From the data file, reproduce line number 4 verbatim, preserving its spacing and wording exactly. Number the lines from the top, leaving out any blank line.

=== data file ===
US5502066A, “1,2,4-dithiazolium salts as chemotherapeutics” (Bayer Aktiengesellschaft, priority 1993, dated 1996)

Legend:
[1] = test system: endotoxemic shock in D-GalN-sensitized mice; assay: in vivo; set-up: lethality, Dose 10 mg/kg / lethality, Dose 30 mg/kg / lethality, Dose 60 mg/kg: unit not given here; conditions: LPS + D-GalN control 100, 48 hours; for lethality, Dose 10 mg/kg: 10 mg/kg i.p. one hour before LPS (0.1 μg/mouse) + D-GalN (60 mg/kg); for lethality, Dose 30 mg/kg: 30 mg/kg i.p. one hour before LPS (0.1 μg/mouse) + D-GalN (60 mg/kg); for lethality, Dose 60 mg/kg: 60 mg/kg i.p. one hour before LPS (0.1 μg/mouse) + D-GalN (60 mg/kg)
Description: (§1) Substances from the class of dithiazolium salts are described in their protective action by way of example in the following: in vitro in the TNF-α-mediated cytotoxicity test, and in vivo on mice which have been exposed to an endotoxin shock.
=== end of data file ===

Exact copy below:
Description: (§1) Substances from the class of dithiazolium salts are described in their protective action by way of example in the following: in vitro in the TNF-α-mediated cytotoxicity test, and in vivo on mice which have been exposed to an endotoxin shock.